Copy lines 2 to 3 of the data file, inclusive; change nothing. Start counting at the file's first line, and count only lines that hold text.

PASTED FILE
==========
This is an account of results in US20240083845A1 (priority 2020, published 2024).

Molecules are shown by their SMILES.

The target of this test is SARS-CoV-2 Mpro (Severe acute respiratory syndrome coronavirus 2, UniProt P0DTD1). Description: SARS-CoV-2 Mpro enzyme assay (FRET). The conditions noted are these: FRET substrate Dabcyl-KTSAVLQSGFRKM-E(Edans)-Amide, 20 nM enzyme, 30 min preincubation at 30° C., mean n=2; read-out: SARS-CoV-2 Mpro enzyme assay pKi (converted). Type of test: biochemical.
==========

Molecules are shown by their SMILES.

The target of this test is SARS-CoV-2 Mpro (Severe acute respiratory syndrome coronavirus 2, UniProt P0DTD1). Description: SARS-CoV-2 Mpro enzyme assay (FRET). The conditions noted are these: FRET substrate Dabcyl-KTSAVLQSGFRKM-E(Edans)-Amide, 20 nM enzyme, 30 min preincubation at 30° C., mean n=2; read-out: SARS-CoV-2 Mpro enzyme assay pKi (converted). Type of test: biochemical.